Cooking time: 45 minutes
Serves 2-3

Method

1. Make the sauce. Put a large saucepan on a medium heat and pour in 1 tbsp of olive oil. Fry the onion and garlic for 5-7 minutes, until the onion begins to soften.

2. Meanwhile, slice the aubergines into thin discs.

3. Lower the heat and add the cornflour and curry powder, stirring well. Add the stock gradually, stirring as you do. Add the soy sauce and honey and bring to the boil. Simmer for 20 minutes and then add the garam masala.

4. Grab a medium-sized bowl and pour the plain flour in along with a tablespoon or two of water to form a runny paste. Dip each of the aubergine slices in the paste until covered on both sides.

5. Pour the breadcrumbs out onto a large plate. Place the aubergine slices on top of the breadcrumbs, one by one, making sure the paste picks up a thin layer of breadcrumbs. And then turn them over and do the same on the other side of each of the slices.

6. Put the oven on to gas mark 4.

7. At this point, put the brown rice on to cook. Brown rice takes considerably longer than standard basmati rice, so allow a good 25-30 minutes for it to cook through.

8. Next, put a large non-stock frying pan on a medium heat. Add some of the olive oil to the pan and fry the aubergine slices for five minutes or so on both sides, or until they turn golden brown and start to soften in the centre.

Aubergine in breadcrumbs

9. Place in the oven on a large baking tray for 15 minutes.

10. Return to your sauce. It should have thickened a bit after simmering. Pour it into a measuring jug or alternative container with high sides. If it’s a bit on the thin side, add the cornflour and use a hand blender to smooth it out.

11. Drain the rice and serve on one side of the plate. Add the aubergine slices to the plate and pour over a generous helping of curry sauce.

This recipe was inspired by Hef’s Kitchen and BBC Good Food.

Marmite and thyme roast potatoes

Everyone should take pride in their roast potato preparation. The enjoyment of eating a well turned-out roast potato is similar to the feeling of waking up early on a Saturday morning and realising you don’t have to get up for work. Pure satisfaction.

Roasting up a bunch of potatoes – how hard can it be, I hear you ask? Well, I’ve eaten too many a soft and soggy spud while eating roast dinners out, and it’s such an avoidable disappointment.

Marmite and thyme roast potatoes

Crispy on the outside and fluffy on the inside is the pièce de résistance and is achievable with this recipe. A hint of marmite helps to crisp the potatoes up well and adds a lovely depth to their flavour. And a touch of thyme brings a sprinkling of richness to the equation.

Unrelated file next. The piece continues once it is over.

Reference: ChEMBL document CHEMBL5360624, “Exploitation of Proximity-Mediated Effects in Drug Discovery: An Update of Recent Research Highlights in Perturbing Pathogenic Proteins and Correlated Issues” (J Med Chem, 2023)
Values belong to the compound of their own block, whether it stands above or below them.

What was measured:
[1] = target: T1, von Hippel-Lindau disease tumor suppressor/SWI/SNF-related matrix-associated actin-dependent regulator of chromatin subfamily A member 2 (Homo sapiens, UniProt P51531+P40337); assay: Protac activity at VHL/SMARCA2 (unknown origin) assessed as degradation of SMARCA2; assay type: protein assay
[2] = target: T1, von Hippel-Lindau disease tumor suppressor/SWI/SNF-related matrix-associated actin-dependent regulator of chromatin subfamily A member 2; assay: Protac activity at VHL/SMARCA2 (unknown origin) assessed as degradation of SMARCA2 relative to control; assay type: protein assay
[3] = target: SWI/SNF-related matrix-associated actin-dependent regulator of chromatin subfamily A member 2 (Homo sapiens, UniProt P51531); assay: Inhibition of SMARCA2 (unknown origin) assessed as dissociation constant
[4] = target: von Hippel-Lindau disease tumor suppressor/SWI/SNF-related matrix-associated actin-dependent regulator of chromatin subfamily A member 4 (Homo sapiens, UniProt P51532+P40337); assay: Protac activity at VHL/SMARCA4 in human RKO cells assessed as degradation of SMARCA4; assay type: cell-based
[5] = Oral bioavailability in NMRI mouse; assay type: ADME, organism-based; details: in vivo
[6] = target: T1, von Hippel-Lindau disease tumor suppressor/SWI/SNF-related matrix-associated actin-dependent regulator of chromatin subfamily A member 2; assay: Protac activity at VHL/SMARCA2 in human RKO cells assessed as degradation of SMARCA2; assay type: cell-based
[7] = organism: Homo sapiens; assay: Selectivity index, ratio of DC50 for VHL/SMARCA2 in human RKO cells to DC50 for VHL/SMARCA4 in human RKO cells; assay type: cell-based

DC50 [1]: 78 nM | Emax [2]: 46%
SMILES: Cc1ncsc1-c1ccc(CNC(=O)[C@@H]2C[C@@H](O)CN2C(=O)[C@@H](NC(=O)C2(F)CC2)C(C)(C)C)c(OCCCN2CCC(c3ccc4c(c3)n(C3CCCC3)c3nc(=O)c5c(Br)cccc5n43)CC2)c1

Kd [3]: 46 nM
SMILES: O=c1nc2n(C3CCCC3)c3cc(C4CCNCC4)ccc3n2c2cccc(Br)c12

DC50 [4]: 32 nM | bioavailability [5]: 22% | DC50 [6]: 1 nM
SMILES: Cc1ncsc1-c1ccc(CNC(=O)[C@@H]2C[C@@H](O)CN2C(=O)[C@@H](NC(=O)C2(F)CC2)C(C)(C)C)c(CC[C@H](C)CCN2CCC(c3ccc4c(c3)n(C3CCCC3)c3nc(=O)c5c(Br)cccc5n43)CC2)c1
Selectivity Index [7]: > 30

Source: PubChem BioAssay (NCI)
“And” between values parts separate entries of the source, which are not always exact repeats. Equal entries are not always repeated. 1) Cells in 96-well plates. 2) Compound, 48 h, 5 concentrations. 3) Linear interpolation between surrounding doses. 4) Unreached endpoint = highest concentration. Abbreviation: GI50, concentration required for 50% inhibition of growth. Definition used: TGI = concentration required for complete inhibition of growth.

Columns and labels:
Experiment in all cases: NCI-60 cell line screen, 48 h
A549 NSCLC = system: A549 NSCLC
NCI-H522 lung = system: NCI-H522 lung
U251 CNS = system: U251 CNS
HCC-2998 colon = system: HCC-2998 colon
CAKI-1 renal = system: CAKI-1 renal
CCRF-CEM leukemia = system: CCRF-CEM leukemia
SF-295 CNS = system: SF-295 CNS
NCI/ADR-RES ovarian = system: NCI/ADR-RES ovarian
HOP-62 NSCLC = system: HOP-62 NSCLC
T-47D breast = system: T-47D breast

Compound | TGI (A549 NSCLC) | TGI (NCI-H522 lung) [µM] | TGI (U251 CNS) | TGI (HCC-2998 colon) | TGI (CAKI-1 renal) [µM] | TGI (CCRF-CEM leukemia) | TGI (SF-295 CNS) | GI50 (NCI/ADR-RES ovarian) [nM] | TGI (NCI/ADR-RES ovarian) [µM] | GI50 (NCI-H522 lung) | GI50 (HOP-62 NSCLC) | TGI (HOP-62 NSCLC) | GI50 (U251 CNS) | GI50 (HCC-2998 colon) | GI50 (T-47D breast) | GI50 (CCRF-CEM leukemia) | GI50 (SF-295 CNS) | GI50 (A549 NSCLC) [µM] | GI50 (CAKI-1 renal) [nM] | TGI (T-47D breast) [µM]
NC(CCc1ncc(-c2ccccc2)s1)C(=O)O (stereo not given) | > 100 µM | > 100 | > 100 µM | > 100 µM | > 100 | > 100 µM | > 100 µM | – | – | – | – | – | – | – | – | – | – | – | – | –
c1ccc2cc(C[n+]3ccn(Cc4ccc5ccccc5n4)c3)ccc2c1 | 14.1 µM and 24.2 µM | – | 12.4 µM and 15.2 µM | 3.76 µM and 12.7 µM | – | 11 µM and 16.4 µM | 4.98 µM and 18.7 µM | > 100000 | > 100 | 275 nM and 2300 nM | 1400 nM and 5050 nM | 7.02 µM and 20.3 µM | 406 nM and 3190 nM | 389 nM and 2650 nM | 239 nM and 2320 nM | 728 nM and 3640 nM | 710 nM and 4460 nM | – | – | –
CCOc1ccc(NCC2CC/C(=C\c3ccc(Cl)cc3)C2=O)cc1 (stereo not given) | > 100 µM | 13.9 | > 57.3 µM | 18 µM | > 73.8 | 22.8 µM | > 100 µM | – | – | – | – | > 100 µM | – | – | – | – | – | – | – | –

Ingredients

  • 2 tbsp olive oil
  • 2 baking potatoes
  • ½ tsp marmite
  • 1 tsp dried thyme
  • Plenty of salt and pepper to serve

Preparation time: 5 minutes
Cooking time: 1 hour
Serves 2

Method

1. Half-fill a medium-sized pan with cold water. Add a pinch of salt, place it on the hob and bring to the boil.

2. Meanwhile, peel the potatoes and rinse under a cold tap. Cut in half, and then cut each half into quarters. When the water begins to bubble, gently lower the potatoes into the water. Boil gently for 10-15 minutes.

3. Put the oven on to gas mark 6. Pour the oil into a medium-sized baking dish and sprinkle over the thyme. Place in the oven to warm through while the potatoes are cooking.

4. Test to see if the potatoes are ready by poking a knife through a couple of slices and making sure they’re fairly soft (but not too soft!) If they’re ready, drain them in a colander and press them gently with the back of a spoon to remove excess moisture. Put them to one side.

5. Take the baking dish out of the oven and carefully tip the potatoes into the dish, evenly distributing them throughout. Add the marmite to the oil so it melts and is easy to distribute over the potatoes. Coat all of the potatoes well in the oil, making sure you get a touch of marmite on all of the slices. Pour over a touch more oil if necessary.

Potatoes covered in marmite, thyme and oil

Potatoes covered in marmite, thyme and oil – ready for the oven.

6. Place in the oven for 45 minutes. Check on them every 15 minutes or so and turn them over to make sure they crisp up on all sides. After 45 minutes, they should be looking golden and crispy, which means they are ready to serve. Season well with salt and pepper and serve as a delicious accompaniment to a roast dinner.